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I was deeply moved by the UnBulgarian initiative and today the whole day I commented with a colleague of mine, from Poland, what is to be a refuge and to look for a better life. In short, he told me how (only) 12 years ago he tried to cross "almost" illegally into the UK in his pursuit for a better life, and how he had nothing to lose, and how scared he was, just like The UnBulgarians. Then I remembered how when I was 20, I went to the US without any knowledge of the language, and with pocket money enough only for a week or two. I remembered the fear I felt, and the hardships I went through during my own pursuit for a better life. Unlike me and my colleague, many of The UnBulgarians are not economic migrants, but refugees on the run to save their families. Their fears and hardships are much worse than what we, the economic migrants, have ever felt.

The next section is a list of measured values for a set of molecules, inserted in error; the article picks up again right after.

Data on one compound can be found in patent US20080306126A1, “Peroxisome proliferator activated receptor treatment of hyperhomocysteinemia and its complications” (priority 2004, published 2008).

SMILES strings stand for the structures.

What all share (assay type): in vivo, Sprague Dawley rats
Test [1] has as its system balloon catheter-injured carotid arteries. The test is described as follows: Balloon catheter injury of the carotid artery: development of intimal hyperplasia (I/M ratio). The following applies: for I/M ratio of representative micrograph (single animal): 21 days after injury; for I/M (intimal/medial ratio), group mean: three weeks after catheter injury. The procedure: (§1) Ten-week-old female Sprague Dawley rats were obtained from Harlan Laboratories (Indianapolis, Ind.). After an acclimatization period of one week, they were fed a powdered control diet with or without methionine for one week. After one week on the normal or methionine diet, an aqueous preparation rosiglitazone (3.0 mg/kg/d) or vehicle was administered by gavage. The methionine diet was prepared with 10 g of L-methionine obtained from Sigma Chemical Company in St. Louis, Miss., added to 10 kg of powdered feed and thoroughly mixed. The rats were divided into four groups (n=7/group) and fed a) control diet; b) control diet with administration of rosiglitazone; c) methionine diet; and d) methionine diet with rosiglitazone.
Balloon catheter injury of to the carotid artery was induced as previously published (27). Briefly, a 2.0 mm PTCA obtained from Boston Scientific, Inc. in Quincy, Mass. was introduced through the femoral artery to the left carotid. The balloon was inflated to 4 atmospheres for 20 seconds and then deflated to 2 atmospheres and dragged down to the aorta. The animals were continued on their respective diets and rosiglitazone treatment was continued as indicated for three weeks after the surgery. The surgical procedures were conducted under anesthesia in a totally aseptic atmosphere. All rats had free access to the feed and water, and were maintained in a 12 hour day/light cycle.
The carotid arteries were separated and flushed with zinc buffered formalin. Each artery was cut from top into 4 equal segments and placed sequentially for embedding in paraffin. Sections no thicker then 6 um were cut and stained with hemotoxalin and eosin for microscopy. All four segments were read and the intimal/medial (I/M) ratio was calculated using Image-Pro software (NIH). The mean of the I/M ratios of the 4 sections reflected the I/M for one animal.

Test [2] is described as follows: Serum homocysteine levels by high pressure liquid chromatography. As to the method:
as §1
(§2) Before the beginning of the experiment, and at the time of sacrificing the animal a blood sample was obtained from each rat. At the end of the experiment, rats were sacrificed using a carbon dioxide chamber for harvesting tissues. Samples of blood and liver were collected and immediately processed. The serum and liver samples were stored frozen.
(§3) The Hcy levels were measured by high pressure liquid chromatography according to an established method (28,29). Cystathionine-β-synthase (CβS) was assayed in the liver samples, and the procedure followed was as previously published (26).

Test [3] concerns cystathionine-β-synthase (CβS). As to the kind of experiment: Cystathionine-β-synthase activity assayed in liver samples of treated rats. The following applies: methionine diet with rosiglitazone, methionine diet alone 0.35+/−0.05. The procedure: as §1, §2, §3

We all are a part of some minority and should accept each other regardless of sex, race, ethnicity, sexuality, because every singular person in our society is a minority of its own. The society, rejecting or casting aside The UnBulgarians, actually puts these people in the very situation that many Bulgarian migrants abroad have experienced, or are still experiencing.
Best regards, Hristo Iliev, 27 years old
Message: Very cool project that I have enjoyed reading about as an "UnBulgarian" myself. I came to Bulgaria for love in 2013. A very often heard story, I know. Two years later and I have built a small entrepreneurial alternative tourism business in Bulgaria showcasing the lovely food and wine this country has to offer. Hope to stay many more years and build a good life like all the other "UnBulgarians".